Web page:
Africa needs digital innovation to spill over into all segments of business and society if we are to strengthen their digital economy.
According to the World Bank, Africa required US$100 trillion to achieve full digital transformation, and no one, in the public or private sector, had the capacity to do this alone.
Mr John Omo, the General Secretary of the African Telecommunications Union (ATU) said this at the Ministerial Forum of AfricaCom 2022 bringing participants from Malawi, Namibia, Uganda, and Zambia.
A statement issued in Accra said the session focused on methods to engineer a new sense of hope for Africa’s digital economy journey.
The forum was supported by Huawei on the theme: “Rise Stronger with Digital Economy: New Paths towards a Resilient Recovery and Growth.”
He said through the power of investment and of regulation, together we can craft a framework that will give effect to the growth and development we want to see.
Mr Omo said digital transformation was the driver of inclusive economic growth, job creation, the improvement of public service delivery, and the optimisation of business services in Africa.
Mr Leo Chen, Huawei President of Sub-Saharan Africa Region emphasized the three major elements of digital transformation: digital infrastructure, digital services, and digital skills.
“If we do these three things well, we can connect the unconnected people and businesses, fully unleash digital productivity, and develop the digital economy, no matter what its definition is,” he said.
He said to achieve this, Huawei innovates to impact with local partners, to find local solutions to local problems.
He said “We are a leading global ICT company, and technology is our most important asset. We want to keep what matters the most in Africa.”
Mr Chen said that was why they have made significant investments in people and skills transfer, through training, certification, and joint innovation.
In Malawi, according to Mr Francis Bisika, Principal Secretary of e-Government, 230 000 km of fibre network had been installed across the country including to the remote rural areas.
“We are addressing the issue of connectivity, especially in rural areas, we are also bringing fibre to the home, as well as business. Once we have the connectivity, we can address the issue of digital literacy,” he said.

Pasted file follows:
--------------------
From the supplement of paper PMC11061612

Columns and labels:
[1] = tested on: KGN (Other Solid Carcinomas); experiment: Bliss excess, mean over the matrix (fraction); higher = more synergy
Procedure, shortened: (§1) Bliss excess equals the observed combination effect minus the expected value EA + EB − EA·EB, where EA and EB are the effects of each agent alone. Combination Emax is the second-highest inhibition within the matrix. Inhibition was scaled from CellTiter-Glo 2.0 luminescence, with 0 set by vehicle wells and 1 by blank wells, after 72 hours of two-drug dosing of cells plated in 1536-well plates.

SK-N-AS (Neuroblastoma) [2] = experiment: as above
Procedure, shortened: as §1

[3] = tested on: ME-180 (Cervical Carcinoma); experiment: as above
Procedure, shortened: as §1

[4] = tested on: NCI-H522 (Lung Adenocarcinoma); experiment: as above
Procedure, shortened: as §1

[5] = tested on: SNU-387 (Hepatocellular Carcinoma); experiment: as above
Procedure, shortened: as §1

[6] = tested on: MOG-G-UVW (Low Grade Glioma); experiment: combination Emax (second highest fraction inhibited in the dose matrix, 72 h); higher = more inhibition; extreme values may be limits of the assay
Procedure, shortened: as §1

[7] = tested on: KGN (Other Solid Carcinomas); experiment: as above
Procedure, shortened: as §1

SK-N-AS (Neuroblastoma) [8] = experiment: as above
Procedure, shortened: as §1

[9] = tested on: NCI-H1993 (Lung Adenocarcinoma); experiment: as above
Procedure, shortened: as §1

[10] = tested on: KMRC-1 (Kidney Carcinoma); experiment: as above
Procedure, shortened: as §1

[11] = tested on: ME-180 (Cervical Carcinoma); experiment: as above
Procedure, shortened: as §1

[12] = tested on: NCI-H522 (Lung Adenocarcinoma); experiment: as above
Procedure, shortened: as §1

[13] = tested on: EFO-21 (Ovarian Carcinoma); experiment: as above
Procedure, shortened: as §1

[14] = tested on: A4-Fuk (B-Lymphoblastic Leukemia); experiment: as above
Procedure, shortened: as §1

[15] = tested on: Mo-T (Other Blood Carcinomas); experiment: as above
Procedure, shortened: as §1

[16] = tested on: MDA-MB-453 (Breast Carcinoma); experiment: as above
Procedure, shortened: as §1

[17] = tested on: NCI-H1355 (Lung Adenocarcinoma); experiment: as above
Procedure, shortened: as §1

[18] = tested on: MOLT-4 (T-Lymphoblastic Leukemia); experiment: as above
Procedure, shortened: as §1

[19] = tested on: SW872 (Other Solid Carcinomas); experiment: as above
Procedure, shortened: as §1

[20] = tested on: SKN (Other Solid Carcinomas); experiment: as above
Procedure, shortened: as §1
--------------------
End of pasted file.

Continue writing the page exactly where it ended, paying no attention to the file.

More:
He said they also built a government data centre in which they were accommodating businesses and individuals request for networking and storage, making ICT facilities available to as many Malawians as possible.
Mr Percy Chinyama, Zambia’s National Coordinator of SMART Zambia Institute said the digital sector had been given authority in Zambia. “We are working to maximise the work of revenue generating departments and to reduce duplications of work and now have 240 government services online,” he said.
Mr Chris Baryomunsi, Ugandan Minister for ICT and National Guidance said, “Even as we have increased the number of tertiary education institutions, levels of unemployment remain a problem, and so we are working towards greater job creation for graduates.”
The forum closed with a joint communique where all participants agreed that the development of the digital economy is measurable.
To develop the digital economy, countries need to have in place a top-level strategy and an implementation roadmap, with clear objectives, indicators, and milestones.
They also need favourable policies to encourage investment, improve efficiency, and enable the infrastructure, skills, digital ecology, and innovation needed to grow the digital economy and create a fair business environment for all investors.